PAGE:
Senator Ted Stevens (R-Alaska) voted for The Fair Minimum Wage Act of 2007. "An increase in the minimum wage is overdue in this country. However, we couldn't just raise the minimum wage - we had to make sure our legislation would not harm small businesses, which play such a vital role in the economy of our State and the nation," said Senator Stevens. "The bill we passed today will protect these businesses and increase the wages paid to millions of hard-working Americans. It's a win-win for them and our State's small businesses." - More...
Thursday PM - February 01, 2007

National: Bill to curb online sexual predators criticized By JOE GAROFOLI - Critics are ridiculing the latest legislative effort to combat online sexual predators, saying provisions of a law would be easy to circumvent and amounted to little more than political "window dressing" supported by the online social networking giant

But sponsors - including influential senators like John McCain, R-Ariz., and Chuck Schumer, D-N.Y. - say the Keeping the Internet Devoid of Sexual Predators Act of 2007 addresses a small, but important, part of ridding social networking sites of predators:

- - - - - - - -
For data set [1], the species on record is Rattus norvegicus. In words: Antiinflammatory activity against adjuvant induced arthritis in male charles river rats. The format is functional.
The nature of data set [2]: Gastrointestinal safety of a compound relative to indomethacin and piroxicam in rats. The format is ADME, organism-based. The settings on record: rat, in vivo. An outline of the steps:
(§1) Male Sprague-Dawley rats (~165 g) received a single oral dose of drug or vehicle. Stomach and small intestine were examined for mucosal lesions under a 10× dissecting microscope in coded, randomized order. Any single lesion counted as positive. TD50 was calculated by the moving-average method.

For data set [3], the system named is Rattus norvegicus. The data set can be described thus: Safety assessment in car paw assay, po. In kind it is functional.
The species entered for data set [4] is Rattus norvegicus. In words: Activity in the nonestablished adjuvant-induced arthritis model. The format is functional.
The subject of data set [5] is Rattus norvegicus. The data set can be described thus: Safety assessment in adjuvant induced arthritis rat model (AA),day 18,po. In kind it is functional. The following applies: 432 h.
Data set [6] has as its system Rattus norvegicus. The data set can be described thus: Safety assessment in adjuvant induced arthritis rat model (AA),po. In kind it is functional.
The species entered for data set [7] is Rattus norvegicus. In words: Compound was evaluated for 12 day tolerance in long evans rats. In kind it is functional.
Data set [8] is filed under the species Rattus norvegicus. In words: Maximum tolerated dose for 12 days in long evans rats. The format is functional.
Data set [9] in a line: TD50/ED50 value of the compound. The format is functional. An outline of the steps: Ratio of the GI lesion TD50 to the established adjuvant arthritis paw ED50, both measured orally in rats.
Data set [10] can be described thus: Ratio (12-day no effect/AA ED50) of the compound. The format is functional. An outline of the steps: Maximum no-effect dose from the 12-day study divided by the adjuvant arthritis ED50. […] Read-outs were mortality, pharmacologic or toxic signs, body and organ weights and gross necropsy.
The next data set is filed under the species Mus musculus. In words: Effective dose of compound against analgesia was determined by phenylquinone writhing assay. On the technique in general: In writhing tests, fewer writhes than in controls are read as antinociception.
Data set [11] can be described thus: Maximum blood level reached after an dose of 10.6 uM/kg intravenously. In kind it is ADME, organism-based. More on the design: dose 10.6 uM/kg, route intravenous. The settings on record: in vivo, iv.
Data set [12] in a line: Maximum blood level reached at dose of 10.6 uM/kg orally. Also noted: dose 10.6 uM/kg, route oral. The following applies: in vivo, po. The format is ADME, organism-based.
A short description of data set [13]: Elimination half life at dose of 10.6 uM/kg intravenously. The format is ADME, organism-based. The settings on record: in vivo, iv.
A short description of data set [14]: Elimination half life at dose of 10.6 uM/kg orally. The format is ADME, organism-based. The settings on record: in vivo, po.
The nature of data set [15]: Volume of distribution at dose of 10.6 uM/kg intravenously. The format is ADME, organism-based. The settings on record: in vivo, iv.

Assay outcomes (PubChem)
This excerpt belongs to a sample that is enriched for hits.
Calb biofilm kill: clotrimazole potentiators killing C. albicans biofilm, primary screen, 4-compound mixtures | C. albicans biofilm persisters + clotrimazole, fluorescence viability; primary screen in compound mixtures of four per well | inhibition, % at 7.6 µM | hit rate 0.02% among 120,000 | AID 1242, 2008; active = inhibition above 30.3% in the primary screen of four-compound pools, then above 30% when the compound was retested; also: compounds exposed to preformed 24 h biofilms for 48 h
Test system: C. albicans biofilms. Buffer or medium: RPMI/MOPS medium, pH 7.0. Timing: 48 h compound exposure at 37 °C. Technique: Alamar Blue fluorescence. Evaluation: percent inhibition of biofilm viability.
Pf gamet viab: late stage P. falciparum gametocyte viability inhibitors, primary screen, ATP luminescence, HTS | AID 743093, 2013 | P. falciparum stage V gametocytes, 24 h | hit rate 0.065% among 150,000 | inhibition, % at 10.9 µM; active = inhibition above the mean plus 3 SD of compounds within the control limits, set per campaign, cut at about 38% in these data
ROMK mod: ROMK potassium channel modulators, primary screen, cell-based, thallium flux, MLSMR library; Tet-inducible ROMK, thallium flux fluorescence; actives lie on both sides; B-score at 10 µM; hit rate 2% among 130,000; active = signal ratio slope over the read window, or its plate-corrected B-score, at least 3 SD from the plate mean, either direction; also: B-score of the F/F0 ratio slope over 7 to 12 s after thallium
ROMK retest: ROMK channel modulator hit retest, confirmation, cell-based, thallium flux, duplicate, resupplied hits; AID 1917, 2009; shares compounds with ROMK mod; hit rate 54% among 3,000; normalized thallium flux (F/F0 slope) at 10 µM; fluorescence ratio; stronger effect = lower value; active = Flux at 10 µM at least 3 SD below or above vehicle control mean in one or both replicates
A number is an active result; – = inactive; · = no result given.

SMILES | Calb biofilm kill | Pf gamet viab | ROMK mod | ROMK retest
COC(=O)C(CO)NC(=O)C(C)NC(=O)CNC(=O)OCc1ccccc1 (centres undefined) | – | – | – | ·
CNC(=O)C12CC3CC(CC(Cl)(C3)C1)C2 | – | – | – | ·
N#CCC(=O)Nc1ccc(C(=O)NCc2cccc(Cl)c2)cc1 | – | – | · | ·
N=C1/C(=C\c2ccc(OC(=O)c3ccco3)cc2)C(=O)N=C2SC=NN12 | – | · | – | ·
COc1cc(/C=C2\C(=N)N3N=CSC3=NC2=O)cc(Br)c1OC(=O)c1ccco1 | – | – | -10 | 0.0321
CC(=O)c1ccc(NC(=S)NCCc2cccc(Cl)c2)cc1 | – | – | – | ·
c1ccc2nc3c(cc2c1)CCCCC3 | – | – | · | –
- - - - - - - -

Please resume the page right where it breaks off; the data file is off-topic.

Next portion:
It tries to remove the known offenders trolling them.

Plus, the bill would make it a crime for anyone over the age of 18 to misrepresent his or her age with the intent to use the Internet to engage in criminal sexual conduct with a minor. Together, lawmakers said the provisions would give law enforcement more legal tools to ensnare convicted sexual offenders, should they try to prey upon minors again.

Introduced in the House and Senate, the bill requires convicted sexual offenders to register their e-mail and instant messaging addresses with the National Sex Offender Registry. The Department of Justice would make that information available to social networking sites, to compare with user profiles in their system.